by Lesley Chow
Albert Serra’s Birdsong sits oddly within the Singapore International Film Festival’s programming mix. Even in a festival with several austere dramas, this Spanish director’s work is on another level of aesthetic minimalism. Although the stated aim of the festival founder, Geoffrey Malone, is seeing “another side of the human condition” and “transporting us into” other worlds where we may see “we are not so badly off after all” – some of Amos Gitai’s films certainly fit the bill on that count – Serra’s films don’t oblige.
While the program tells us that Sincerely Yours, a drama about poor immigrants in Taiwan, is “in essence about…the celebration of the human spirit”, Birdsong is by comparison unrevealing – less of a “window” on the world than a large tonalist canvas, a work of minimalist landscape art. I find Serra’s films to be textured like Constable’s paintings of clouds, with their shots of near-stillness and ghostly, evaporating atmospheres. Occasionally, his images seem to “lock” onscreen: to go from being part of a formal procession to an inability to budge, as if the impetus for action had suddenly been removed. Serra’s work has a kind of slow-pulling momentum which becomes hypnotic; however, some find the inertia frustrating – his previous film, Honor de Cavalleria (2006), a reworking of Don Quixote, sparked walkouts at the Melbourne International Film Festival when an image failed to shift for more than a minute.
Birdsong is a dried-out version of the tale of the three wise men, similar to Honor de Cavalleria’s extreme reduction of Don Quixote to a bare stage and faltering signs of heroism. The three men trudge around a landscape of mountains and rocky formations, the severity of which suggests that this is “all there is.” That they are kings we can tell from their broken crowns and the cloaks that balloon awkwardly around their bodies, but their bearing is far from regal. These are tentative old men, who occasionally work themselves up to hoarse whispers or exhalations; when they do confer, it’s generally to muse on their own stagnation and inability to come to a decision. Like Beckett, Serra shows ineffectual bodies set against stony landscapes; the men are seemingly directionless and grumbling in their search for the baby Jesus. Their attempts to read the blank, motionless sky and earth come to nothing; their figures are often reduced to dark buds bobbing above a white plain. When “transcendence” does arrive, it takes on a startlingly didactic form: a strange, intense woman pops up from nowhere, and bluntly tells us that Christian doctrine is unquestionable.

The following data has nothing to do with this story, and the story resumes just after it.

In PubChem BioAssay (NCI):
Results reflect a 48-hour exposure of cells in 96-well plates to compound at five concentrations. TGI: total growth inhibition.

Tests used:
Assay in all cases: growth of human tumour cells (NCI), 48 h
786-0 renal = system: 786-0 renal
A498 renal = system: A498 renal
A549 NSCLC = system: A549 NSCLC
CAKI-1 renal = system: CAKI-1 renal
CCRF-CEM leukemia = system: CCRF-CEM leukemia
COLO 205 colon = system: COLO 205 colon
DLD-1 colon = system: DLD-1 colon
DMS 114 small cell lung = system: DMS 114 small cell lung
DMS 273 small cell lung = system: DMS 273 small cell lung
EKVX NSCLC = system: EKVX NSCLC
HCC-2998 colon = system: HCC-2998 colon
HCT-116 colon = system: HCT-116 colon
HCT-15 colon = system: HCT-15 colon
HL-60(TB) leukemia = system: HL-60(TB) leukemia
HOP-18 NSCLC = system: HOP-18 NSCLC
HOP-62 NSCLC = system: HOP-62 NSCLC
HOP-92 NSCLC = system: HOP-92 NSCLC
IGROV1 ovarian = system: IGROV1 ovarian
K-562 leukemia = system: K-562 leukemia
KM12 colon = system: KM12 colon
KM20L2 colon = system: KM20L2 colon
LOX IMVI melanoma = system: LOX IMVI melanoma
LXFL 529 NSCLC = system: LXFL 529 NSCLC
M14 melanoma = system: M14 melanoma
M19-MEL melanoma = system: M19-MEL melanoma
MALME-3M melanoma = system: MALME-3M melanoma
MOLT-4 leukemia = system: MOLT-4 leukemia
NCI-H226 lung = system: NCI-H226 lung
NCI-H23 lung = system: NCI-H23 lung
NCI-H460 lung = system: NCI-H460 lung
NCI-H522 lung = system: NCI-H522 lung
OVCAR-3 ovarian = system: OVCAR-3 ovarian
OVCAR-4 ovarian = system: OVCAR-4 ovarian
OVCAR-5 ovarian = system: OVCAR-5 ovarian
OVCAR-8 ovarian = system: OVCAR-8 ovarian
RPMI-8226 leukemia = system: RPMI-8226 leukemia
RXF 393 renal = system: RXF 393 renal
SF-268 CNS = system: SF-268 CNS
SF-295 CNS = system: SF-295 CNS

The three men lie around hoping for a plot to materialise, as attempts at sticking to the Biblical narrative fall off track. Even Mary and Joseph, who ostensibly have more defined roles to play, are not free from apathy; Joseph lazily asks the time of day, and wonders what Mary feels like doing. Clearly, character motivation is not something which communicates itself to these people, except in odd fits and starts. Nevertheless, even in this opaque world, a coup does occur (spoilers ahead.) During an idle moment, the men suddenly come across Jesus and plop down their offerings for him; in a rare instance of synchronicity, all three hail the infant and prostrate themselves, having apparently worked out a gestural code beforehand. However – in another nod to Beckett – once they lie down, they seem to have little inclination to get up, and may well have fallen asleep.
An interesting choice for SIFF: after seeing a number of determinedly small family and relationship dramas, it’s refreshing to encounter something on this scale of stylistic ambition. The SIFF promo screened before films urges us to make the most basic of character identifications: to empathise with “the fiancé that cannot say no…the girl who sits alone at lunch.” However, it may be that, as in so many film festivals, the use of generic marketing language is a red herring, leading us to expect a more conventional program than SIFF delivers. The sold-out session of Birdsong is evidence that local audiences know to read between the lines.